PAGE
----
I couldn’t attend the latest SC34 meeting physically in Oslo (I corresponded by email on some WG1 issues relating to Schematron and maintenance), but the public documents from the meeting have now been released at the SC34 website, in particular at the document website (Click on GO for N1000 to N1050.)
One extraordinary document, which I was graciously asked to co-sign, can be found on the front page. It is An open letter from SC 34 participants in the Oslo plenary, April 2008 and it makes a point so obvious it should not have to be made (but so important we all need to remind ourselves of it: it is just as wrong-headed to think that this is something “they” do but “we” could not, as it is to think that “we” are justified in doing it just because “they” did it first or more.)
SC34 is the ISO/IEC JTC1 steering committee on Document Description and Processing Languages. It historically grew out of the technical and reference publishing industry, as the group that developed SGML in the mid 1980s. In the mid-1990s many of us moved over to working through W3C to re-brand, re-jig and re-launch SGML under the name of XML, which has been moderately successful. SC34 has continued on in several main efforts: WG1 looks after schemas and markup (ISO/OASIS RELAX NG, ISO Schematron, etc) and recently handed over maintenance of the ISO standard public entity sets to the W3C MathML working group; WG2 looks after fonts and presentation issues, with a particularly strong Japanese industrial input, and is involved in the continuing development and maintenance of ISO Open Type (which people know as TrueType); WG3 looks after Topic Maps, which are a level above RDF in the semantic food chain.
An SC34 meeting typically has an opening general plenary (which means everyone is supposed to attend, though only NB delegations get to vote), then breaks out into various working groups, then have a final general plenary on the last day, which passes various resolutions that are the real outcomes of the meeting. (It seems they are giving up the opening plenary, which will allow more flexibility for Working Group scheduling: because SC34 has a strong rule that agendas and important issues need to be submitted well before the meetings, in order for full participation by NBs who might have additional language or culture burdens with Western-style disputational meetings and argy bargy.) Often the SC34 and WG meetings piggyback on some XML-related conference, to help each other’s attendences and because it can make room bookings easier.
The Resolutions of the meeting include a few items of interest, but I suppose readers will be most interested in the IS29500 (OOXML) resolutions, so here is a summary:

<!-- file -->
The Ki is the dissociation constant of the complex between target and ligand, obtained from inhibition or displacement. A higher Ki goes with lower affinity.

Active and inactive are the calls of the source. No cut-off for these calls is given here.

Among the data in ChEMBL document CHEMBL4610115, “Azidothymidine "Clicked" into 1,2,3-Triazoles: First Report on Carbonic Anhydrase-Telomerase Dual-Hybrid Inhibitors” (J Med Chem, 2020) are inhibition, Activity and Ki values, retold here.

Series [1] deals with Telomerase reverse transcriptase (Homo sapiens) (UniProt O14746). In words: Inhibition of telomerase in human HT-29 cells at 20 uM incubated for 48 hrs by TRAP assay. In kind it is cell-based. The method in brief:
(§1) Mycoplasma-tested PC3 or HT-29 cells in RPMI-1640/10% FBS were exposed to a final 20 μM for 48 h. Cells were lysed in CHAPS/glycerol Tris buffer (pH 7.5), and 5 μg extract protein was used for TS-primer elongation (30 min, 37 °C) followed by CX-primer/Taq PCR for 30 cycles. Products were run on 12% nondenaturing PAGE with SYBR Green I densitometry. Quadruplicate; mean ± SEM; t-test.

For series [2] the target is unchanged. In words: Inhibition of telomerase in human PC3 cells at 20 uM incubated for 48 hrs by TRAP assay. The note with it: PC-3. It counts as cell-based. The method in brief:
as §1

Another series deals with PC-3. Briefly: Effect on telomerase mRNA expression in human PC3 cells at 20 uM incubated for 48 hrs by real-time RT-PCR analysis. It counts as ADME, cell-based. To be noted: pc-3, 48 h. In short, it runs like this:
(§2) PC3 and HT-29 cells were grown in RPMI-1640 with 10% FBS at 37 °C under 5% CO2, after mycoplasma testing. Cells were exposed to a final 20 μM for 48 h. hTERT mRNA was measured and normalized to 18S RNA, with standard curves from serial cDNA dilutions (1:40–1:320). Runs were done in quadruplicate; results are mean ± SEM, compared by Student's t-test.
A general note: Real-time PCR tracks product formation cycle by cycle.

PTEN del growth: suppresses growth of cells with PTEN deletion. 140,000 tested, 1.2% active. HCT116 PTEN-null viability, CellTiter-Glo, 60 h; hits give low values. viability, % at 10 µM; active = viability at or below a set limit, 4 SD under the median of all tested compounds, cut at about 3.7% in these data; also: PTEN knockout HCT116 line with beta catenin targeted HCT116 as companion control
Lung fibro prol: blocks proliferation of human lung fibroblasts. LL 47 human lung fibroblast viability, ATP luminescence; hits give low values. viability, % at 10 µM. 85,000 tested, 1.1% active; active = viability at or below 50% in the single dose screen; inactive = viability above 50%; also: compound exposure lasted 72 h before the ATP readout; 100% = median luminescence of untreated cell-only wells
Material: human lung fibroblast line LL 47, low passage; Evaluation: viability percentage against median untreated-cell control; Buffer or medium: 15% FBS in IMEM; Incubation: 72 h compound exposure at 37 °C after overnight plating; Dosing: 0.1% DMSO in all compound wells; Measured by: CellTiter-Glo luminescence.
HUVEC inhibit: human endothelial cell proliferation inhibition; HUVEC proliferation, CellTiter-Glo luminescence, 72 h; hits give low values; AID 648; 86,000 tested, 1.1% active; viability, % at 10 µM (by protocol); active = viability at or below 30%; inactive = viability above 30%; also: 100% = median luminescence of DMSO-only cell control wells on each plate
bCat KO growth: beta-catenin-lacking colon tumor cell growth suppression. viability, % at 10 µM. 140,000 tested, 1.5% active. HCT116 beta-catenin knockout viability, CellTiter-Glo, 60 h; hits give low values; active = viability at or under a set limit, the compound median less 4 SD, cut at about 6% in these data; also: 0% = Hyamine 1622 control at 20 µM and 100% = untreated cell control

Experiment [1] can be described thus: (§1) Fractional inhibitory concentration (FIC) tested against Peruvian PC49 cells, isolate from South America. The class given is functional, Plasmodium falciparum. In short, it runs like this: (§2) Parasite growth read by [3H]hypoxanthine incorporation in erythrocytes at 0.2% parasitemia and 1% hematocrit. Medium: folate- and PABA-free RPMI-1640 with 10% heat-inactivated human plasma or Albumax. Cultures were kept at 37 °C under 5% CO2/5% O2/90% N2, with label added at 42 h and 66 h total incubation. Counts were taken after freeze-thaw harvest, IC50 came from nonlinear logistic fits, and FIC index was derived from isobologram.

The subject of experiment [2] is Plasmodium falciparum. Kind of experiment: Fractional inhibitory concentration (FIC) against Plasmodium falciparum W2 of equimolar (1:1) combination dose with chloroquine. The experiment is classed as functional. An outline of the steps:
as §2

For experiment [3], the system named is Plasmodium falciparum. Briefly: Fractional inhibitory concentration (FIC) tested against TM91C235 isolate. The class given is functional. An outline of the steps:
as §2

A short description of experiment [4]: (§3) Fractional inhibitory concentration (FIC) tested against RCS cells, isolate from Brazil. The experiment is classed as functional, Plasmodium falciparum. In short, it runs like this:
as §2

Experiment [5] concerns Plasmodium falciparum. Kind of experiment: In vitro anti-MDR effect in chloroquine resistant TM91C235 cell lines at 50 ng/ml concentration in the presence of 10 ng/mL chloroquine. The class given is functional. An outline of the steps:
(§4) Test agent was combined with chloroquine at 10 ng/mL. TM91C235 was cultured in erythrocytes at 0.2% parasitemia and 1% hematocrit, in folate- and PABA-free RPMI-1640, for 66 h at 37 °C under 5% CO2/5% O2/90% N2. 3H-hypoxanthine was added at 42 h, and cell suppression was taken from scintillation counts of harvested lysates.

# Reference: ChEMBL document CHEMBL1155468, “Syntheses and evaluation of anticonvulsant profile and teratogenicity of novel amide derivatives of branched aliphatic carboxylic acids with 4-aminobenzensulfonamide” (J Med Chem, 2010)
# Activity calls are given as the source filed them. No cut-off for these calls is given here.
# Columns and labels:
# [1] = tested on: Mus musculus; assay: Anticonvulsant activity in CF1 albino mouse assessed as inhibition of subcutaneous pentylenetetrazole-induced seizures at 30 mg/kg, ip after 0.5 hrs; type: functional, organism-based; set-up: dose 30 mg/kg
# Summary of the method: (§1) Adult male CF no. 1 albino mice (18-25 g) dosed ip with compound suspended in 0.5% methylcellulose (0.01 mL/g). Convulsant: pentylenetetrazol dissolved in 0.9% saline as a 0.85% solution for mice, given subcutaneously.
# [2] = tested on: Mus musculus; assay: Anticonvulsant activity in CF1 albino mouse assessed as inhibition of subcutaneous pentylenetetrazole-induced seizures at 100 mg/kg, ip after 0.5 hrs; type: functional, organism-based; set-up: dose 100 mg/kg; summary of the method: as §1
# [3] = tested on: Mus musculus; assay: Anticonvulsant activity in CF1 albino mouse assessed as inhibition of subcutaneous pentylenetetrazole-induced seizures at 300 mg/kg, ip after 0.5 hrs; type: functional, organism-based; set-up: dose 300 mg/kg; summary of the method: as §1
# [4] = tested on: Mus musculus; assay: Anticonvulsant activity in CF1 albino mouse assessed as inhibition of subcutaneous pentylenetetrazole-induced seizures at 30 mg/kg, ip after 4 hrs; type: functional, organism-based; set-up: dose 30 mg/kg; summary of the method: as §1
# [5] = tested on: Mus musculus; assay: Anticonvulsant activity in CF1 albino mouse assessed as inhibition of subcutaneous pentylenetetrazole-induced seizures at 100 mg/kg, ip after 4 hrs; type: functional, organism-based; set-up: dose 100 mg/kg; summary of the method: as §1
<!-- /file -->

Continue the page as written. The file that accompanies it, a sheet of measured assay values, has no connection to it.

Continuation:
- SC 34 will create three distinct working groups to handle maintenance/liaison/development of IS 26300 (ODF), IS 29500 (OOXML), and interoperability/convergence between document standards. These should be operational at the next SC34 meeting, in Korea in October. Ecma TC45 has been invited to participate, with SC34 being the focus of activity rather than Ecma. I anticipate that new feature requests (rather than defect fixes) will need to be dealt with through the interoperabilty Working Group: it will be a very interesting group with a lot of interest from governments in particular.
- For the short-term, two ad hoc groups have been set up. One, convened by Japan’s Murata-san will deal with immediate collection of comments and defect reports on IS 29500, to make sure that all the un-resolved, under-resolved and new issues that are reported by NBs get dealt with by the most effective route at the time (which I presume means Ecma TC45 in the next few months, then SC34 after the new Working Groups have been established.
- Related to this working group, SC34 is explicitly encouraging National Bodies and liaison groups to submit their editorial and technical defect reports, so that they can get dealt with sooner rather than later. I have been told there have already been some forwarded on to the Editor (who will be discussing them with Ecma TC45, I presume.) Phrases such as “efficient and timely process” are actually quite significant, because they indicate that SC34 has performance requirements which must be met (by itself, by the editor, by participants like Ecma) and that some kind of wishy-washy time-dragging maintenance effort will not be acceptable: all withing the constraint that work will only progress when there are people actually doing it: National Bodies and individuals who are interested or stakeholders or beneficiaries of a standard need to get involved with actual resources. Some of the newer P-members like South Africa seem to be doing exactly the right thing here, getting involved. And the more technical expertise, the better. (People need to remember that for ISO openness is more about being open to participate rather than being open to armchair criticism.)